The 10-year increase, 2006-2016, in contractual obligations was $67 billion, while the regular provincial debt rose by $31 billion. That’s almost $10 billion a year increase in financial commitments by a government that claims they are creating “debt-free BC.”
It cannot be taken for granted that PPPs are more efficient than public investment and government supply of services. One particular concern is that PPPs can be used mainly to bypass spending controls, and to move public investment off budget and debt off the government balance sheet, while the government still bears most of the risk involved and faces potentially large fiscal costs.
British Columbia’s June sale of oil and gas rights brought the 2015 six month total to $7.1 million. The monthly average for this calendar year is the lowest in 38 years reported […]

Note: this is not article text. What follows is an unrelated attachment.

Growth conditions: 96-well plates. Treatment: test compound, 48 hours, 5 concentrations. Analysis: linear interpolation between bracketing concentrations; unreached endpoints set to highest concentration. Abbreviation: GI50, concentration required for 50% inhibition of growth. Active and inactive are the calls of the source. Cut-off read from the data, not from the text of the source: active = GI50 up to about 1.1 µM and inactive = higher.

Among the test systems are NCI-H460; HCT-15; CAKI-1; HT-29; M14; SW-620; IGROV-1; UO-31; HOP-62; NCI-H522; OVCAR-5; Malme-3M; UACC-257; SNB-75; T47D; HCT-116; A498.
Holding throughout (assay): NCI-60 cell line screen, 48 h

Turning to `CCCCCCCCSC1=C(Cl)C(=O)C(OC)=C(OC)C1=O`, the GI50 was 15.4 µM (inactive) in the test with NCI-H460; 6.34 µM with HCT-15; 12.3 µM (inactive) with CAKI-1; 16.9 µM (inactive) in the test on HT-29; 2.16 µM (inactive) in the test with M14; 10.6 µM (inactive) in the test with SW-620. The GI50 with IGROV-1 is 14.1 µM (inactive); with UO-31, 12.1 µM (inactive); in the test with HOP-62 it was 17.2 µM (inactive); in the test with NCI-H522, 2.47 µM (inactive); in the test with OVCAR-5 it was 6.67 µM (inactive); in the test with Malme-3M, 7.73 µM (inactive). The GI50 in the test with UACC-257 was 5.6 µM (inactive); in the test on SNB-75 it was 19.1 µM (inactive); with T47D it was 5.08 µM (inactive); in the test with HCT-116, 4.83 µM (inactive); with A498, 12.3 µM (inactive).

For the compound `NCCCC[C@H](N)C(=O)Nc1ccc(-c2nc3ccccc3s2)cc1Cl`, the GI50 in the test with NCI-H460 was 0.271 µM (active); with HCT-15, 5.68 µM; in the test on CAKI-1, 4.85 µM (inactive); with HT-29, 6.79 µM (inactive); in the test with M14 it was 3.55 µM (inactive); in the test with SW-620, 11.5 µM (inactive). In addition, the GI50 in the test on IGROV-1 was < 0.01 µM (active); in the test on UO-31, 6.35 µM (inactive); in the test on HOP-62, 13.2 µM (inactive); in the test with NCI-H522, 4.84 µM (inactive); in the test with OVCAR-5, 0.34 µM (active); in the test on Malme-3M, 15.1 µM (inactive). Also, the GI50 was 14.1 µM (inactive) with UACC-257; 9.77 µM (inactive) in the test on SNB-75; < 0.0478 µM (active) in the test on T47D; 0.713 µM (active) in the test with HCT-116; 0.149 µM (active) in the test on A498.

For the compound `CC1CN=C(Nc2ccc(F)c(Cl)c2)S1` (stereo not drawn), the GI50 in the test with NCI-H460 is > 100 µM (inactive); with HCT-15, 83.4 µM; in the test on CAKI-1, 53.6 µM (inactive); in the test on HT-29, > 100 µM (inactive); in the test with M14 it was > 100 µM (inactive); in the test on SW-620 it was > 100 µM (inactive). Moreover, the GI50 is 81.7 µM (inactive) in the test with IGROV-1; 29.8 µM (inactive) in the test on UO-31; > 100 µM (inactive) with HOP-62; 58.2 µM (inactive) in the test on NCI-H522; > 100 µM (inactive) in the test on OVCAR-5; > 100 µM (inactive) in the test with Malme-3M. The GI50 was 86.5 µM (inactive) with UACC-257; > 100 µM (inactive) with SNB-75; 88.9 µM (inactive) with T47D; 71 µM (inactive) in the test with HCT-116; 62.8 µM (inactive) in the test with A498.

BC’s recent Budget and Fiscal Plan states total provincial debt is $63 billion. This amount, 62% higher than in 2009, is 27.3% of gross domestic product. Five years ago, the ratio was […]
One interesting result from Saturday’s municipal elections was Abbotsford voters’ indisputable rejection of water supply privatization. New mayor Bruce Banman, an opponent of water delivery through a proposed P3, believes the single […]
BC Liberals in Bed with P3 Industry “There is also the curious case of the Macquarie group which is a prominent fiscal agent for the B.C. government and other public agencies and […]
If you sold your house and put the money in your chequing account would you say you had a surplus? This is what the Liberals have done by selling BC Rail and […]
Since the beginning of time, the public built facilities in partnerships with private industry. Typically, government determined needs according to its priorities, hired consultants for design and tendering, awarded work to the […]